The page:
How to Build a Rural Startup Community


Startups are born out of chic coffee shops in busy downtowns, where fortuitous encounters between future-billionaire-cofounders happen daily.  Right?

Startup culture is urban culture.  Right?


Entrepreneurship is part of the rural DNA. Anyone who lives in a small town has experienced this. What cities have in convenience and abundance, small towns make up for in ingenuity and self-sufficiency. Though today’s small towns are composed of all types of work, the ethos remains. If the equipment breaks, the field still has to get tended to. Fixes are invented constantly and unceremoniously.

So why do rural communities trail their urban counterparts in key economic opportunity metrics?  Over a decade after the Great Recession, rural employment rates had still not recovered and 9/10 jobs created went to cities.  

While the think tanks ponder the “why” of these questions, Startup Colorado has been busy focusing on “what” to do.



The answer lies in building local, rural startup communities. The activity is known as ecosystem building. In Rural Colorado, communities across the state are developing vibrant startup scenes featuring businesses across all industries, from scaleable tech to brick-and-mortar retail.

This is where Startup Colorado’s expertise comes in handy. Whether you’re in an oil town, ranching town, farm town, mining town, ski town, or river town, there is an entrepreneurial ecosystem waiting to get activated. 

Unlike traditional economic development, often pointed tactics for job creation or retention, ecosystem building is about cultivating a community’s existing assets, with an eye toward entrepreneurship. It underpins and amplifies all other economic growth. True to the metaphor, it is about nurturing the soil so that the community feels empowered to plant its own seeds for a vibrant, prosperous future.  

So how do you start ecosystem building in your Rural Colorado hometown?


A startup community is a collection of citizens who, together, create a culture that fosters innovation and business creation amongst each other. Traditional economic development methods, such as business recruitment or tax incentives, may play a role in the startup community, but they are a subset of the broader community movement, which includes any and all forms of pro-startup activity.

This can mean happy hours, coworking, pitch events, online forums, and every other initiative no matter the size or format. There is no hierarchy to hand down a directive, scope of work to agree upon, nor method to quantify success. Rather, a startup community emerges through the collective enrollment and actions of its members. It is a culture.

The task of kickstarting a leaderless community can sound daunting.

Luckily, Startup Colorado has helped countless communities kickstart their communities. We have collaborated with mayor’s offices, economic development organizations, nonprofits, and lone leaders alike. Since everyone is part of the local culture, everyone is qualified and capable of putting our ecosystem-building playbook to work.

Reet Singh, founder of TripOutside, at West Slope Startup Week in Durango. Photo Credit | Ryan Sanchez LLC
Reet Singh, founder of TripOutside, leads a networking session at West Slope Startup Week in Durango. Photo Credit | Ryan Sanchez, LLC.


Where does culture come from?


This leads us to the most obvious small-town startup community hiccup – there are fewer people in small towns. No way around that.  

As a leader, the key is to simply embrace the local, pre-existing culture. It doesn’t always look like the stereotypical t-shirt and sticker-clad, tech-fanatic startup culture. In fact, it shouldn’t. In your hometown, the startup culture should be a function of the local culture that your community already prides itself on.

What brings people together already?

Across Colorado’s wide array of communities, we have seen a myriad of local cultures which became the kernel for a local startup community. Whether your hometown has famous green chiles, a world-renowned theatre, or a fervent adventure race culture, the local startup ecosystem can embrace and grow from it.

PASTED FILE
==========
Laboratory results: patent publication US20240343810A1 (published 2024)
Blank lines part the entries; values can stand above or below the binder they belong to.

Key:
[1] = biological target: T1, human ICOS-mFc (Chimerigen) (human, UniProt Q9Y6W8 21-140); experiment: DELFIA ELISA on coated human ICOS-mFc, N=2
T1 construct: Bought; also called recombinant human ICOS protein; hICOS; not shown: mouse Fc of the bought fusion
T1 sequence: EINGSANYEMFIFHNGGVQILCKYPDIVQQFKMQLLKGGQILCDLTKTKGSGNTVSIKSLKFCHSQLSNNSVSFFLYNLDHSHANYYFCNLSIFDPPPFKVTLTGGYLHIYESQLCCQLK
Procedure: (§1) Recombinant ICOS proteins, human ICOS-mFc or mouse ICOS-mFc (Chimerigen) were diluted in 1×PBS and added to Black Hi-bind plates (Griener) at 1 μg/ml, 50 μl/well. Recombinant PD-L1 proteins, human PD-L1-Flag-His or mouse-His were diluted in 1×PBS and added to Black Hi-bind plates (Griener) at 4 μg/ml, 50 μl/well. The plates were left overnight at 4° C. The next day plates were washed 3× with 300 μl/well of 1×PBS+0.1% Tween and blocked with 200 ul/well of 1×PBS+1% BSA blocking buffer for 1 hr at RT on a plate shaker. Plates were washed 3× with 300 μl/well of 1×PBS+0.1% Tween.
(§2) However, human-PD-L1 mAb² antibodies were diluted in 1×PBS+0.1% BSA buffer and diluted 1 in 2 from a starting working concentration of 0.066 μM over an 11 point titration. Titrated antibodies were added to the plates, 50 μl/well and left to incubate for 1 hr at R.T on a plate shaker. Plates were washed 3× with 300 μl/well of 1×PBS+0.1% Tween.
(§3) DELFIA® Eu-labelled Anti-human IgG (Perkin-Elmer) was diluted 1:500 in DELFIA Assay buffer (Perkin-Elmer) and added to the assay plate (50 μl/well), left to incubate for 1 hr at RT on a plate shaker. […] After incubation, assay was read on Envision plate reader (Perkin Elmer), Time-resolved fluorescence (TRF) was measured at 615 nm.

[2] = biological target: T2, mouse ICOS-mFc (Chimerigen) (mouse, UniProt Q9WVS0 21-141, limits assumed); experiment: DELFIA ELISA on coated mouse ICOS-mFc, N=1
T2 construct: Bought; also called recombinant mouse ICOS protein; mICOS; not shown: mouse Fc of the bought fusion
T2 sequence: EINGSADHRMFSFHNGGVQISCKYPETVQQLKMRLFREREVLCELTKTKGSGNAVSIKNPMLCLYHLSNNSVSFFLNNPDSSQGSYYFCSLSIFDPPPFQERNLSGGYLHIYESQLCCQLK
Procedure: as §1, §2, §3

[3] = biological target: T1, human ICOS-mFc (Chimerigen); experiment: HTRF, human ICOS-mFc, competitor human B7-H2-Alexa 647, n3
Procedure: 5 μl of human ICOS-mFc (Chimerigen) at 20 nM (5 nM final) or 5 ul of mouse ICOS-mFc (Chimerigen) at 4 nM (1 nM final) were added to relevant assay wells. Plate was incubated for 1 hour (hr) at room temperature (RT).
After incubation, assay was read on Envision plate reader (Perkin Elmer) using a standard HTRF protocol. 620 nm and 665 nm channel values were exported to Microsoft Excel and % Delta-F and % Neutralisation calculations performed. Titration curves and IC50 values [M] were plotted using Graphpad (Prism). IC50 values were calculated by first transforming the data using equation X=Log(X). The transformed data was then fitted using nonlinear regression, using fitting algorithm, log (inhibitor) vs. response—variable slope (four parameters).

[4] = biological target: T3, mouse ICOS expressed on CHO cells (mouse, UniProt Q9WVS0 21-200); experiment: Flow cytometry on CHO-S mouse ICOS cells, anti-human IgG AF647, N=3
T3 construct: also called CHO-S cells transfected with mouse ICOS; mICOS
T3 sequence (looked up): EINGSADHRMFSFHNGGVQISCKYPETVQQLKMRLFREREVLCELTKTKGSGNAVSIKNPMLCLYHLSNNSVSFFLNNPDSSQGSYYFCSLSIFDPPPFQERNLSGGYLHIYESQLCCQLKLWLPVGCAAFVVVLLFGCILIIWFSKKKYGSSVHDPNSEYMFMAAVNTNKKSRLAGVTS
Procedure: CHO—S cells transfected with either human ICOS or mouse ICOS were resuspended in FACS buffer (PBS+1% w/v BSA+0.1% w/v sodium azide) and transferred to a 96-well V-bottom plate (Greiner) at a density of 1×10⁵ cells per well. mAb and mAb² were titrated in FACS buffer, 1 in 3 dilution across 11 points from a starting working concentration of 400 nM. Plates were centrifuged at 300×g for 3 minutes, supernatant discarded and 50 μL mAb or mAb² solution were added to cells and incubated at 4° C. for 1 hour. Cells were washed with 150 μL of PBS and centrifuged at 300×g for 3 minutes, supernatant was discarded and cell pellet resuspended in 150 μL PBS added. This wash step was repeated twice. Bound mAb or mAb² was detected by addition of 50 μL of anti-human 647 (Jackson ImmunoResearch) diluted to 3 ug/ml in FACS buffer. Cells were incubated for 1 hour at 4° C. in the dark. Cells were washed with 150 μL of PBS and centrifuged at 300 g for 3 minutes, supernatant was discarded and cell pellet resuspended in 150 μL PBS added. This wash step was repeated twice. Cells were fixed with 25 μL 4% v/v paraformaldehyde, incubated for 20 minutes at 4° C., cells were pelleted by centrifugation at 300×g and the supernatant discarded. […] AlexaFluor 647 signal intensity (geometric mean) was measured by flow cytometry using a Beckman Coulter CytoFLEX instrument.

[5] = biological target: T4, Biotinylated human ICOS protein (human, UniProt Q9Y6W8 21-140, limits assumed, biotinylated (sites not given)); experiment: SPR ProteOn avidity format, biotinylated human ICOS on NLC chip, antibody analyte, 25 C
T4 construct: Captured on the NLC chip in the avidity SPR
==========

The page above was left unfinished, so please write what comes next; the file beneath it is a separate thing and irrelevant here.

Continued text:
Grandiose peaks rise from the valley floor of Chaffee County, while the Arkansas River cuts a windy, rapid-filled path through canyons and city centers. There are smelly running shoes and muddy bikes on front porches and rafts, SUPs, and kayaks around back. It is an outdoor sports paradise. While nobody is thinking of local wages, unemployment, and industry diversification while they are on the water or trail, that is what made for fertile soil for the now budding local startup community.  

In 2019, a community inventory workshop in Chaffee County did not yet reveal a thriving ecosystem.

The Outdoor Industry Summit is organized by the Central Mountain SBDC.

The overwhelming theme was a myriad of assets, but no fabric for collaboration.  Successful and retired homeowners were looking to support the next generation of local businesses. The outdoor recreation community was well identified as a business force within tourism, but not yet as a business creation asset. So how did its startup ecosystem emerge?

Just look at PT Wood. He first came to be a raft guide–a strategic angle to recognize the opportunity to start a local distillery. He now owns Wood’s Distillery alongside six other Chaffee County breweries. It turns out outdoor enthusiasts love their local spirits too. This is a perfect example of the adjacent possibilities that open up when you start with your local culture.

There’s one other nugget from PT’s story–he became the mayor. His role as a local business owner gave him the connections and credibility to become a leader. While many of his governmental roles include top-down directives, a key role of having this local business leader in charge is the tone he sets. It says, “We align around our founders.”

This founder-centric culture has proven to be fertile soil for other founders and community members.

Come 2021, Jake Rishavy recognized this fertile soil when he became the Executive Director of the Chaffee County Economic Development Corporation. His cornerstone initiative is Central Mountain Entrepreneurs (CME), found at Even the language of the initiative exemplifies the emergent nature of the initiative. While Jake’s EDC may own the website, the initiative encapsulates the efforts of numerous entities.

It carries forward the work of his predecessor Wendell Pryor, whom Startup Colorado first collaborated with for the 2019 workshop. It also lends itself to Jamie Billesbach, Director of the Central Mountain Small Business Development Center and leader behind the Outdoor Industry Summit and Power of WE speaker series. It even makes space for the up-and-coming music scene of Buena Vista, led by local bands such as Rapidgrass (note the outdoorsy name). Driven By Nature is everyone’s initiative.